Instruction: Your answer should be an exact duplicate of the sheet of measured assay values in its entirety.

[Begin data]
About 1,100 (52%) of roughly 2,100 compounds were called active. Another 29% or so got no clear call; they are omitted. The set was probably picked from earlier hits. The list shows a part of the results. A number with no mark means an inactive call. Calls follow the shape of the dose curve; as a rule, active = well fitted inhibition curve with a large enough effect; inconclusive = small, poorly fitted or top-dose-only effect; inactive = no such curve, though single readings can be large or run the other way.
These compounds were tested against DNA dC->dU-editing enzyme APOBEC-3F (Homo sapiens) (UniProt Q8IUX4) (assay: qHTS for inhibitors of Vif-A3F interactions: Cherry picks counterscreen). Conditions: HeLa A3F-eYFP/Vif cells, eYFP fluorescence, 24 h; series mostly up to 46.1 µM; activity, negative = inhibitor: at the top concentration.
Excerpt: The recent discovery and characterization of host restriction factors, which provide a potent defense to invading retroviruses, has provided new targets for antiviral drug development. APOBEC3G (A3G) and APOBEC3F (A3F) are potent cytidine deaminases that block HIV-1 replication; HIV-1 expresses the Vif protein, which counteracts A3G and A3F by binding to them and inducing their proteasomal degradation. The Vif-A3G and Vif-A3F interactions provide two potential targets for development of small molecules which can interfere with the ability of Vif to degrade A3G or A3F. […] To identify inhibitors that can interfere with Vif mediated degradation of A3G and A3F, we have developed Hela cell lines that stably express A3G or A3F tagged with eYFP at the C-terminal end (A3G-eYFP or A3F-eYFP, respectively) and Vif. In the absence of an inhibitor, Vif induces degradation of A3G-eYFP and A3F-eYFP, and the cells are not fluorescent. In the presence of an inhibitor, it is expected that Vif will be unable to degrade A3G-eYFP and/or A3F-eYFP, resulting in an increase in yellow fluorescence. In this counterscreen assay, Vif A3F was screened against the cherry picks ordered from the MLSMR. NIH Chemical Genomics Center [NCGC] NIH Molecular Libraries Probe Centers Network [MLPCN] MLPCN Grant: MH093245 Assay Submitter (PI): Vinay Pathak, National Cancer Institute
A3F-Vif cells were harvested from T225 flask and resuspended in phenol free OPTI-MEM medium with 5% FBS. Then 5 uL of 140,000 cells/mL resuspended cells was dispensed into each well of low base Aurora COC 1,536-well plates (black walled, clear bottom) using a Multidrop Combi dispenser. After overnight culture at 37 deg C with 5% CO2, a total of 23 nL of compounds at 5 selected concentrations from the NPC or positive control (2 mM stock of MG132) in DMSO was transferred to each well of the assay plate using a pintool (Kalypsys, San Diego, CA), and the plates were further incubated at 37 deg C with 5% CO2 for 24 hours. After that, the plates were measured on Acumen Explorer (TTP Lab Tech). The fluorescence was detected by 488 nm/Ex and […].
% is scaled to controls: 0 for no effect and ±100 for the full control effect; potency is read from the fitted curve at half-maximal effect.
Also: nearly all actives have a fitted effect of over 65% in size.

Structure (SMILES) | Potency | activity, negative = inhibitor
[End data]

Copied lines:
About 1,100 (52%) of roughly 2,100 compounds were called active. Another 29% or so got no clear call; they are omitted. The set was probably picked from earlier hits. The list shows a part of the results. A number with no mark means an inactive call. Calls follow the shape of the dose curve; as a rule, active = well fitted inhibition curve with a large enough effect; inconclusive = small, poorly fitted or top-dose-only effect; inactive = no such curve, though single readings can be large or run the other way.
These compounds were tested against DNA dC->dU-editing enzyme APOBEC-3F (Homo sapiens) (UniProt Q8IUX4) (assay: qHTS for inhibitors of Vif-A3F interactions: Cherry picks counterscreen). Conditions: HeLa A3F-eYFP/Vif cells, eYFP fluorescence, 24 h; series mostly up to 46.1 µM; activity, negative = inhibitor: at the top concentration.
Excerpt: The recent discovery and characterization of host restriction factors, which provide a potent defense to invading retroviruses, has provided new targets for antiviral drug development. APOBEC3G (A3G) and APOBEC3F (A3F) are potent cytidine deaminases that block HIV-1 replication; HIV-1 expresses the Vif protein, which counteracts A3G and A3F by binding to them and inducing their proteasomal degradation. The Vif-A3G and Vif-A3F interactions provide two potential targets for development of small molecules which can interfere with the ability of Vif to degrade A3G or A3F. […] To identify inhibitors that can interfere with Vif mediated degradation of A3G and A3F, we have developed Hela cell lines that stably express A3G or A3F tagged with eYFP at the C-terminal end (A3G-eYFP or A3F-eYFP, respectively) and Vif. In the absence of an inhibitor, Vif induces degradation of A3G-eYFP and A3F-eYFP, and the cells are not fluorescent. In the presence of an inhibitor, it is expected that Vif will be unable to degrade A3G-eYFP and/or A3F-eYFP, resulting in an increase in yellow fluorescence. In this counterscreen assay, Vif A3F was screened against the cherry picks ordered from the MLSMR. NIH Chemical Genomics Center [NCGC] NIH Molecular Libraries Probe Centers Network [MLPCN] MLPCN Grant: MH093245 Assay Submitter (PI): Vinay Pathak, National Cancer Institute
A3F-Vif cells were harvested from T225 flask and resuspended in phenol free OPTI-MEM medium with 5% FBS. Then 5 uL of 140,000 cells/mL resuspended cells was dispensed into each well of low base Aurora COC 1,536-well plates (black walled, clear bottom) using a Multidrop Combi dispenser. After overnight culture at 37 deg C with 5% CO2, a total of 23 nL of compounds at 5 selected concentrations from the NPC or positive control (2 mM stock of MG132) in DMSO was transferred to each well of the assay plate using a pintool (Kalypsys, San Diego, CA), and the plates were further incubated at 37 deg C with 5% CO2 for 24 hours. After that, the plates were measured on Acumen Explorer (TTP Lab Tech). The fluorescence was detected by 488 nm/Ex and […].
% is scaled to controls: 0 for no effect and ±100 for the full control effect; potency is read from the fitted curve at half-maximal effect.
Also: nearly all actives have a fitted effect of over 65% in size.

Structure (SMILES) | Potency | activity, negative = inhibitor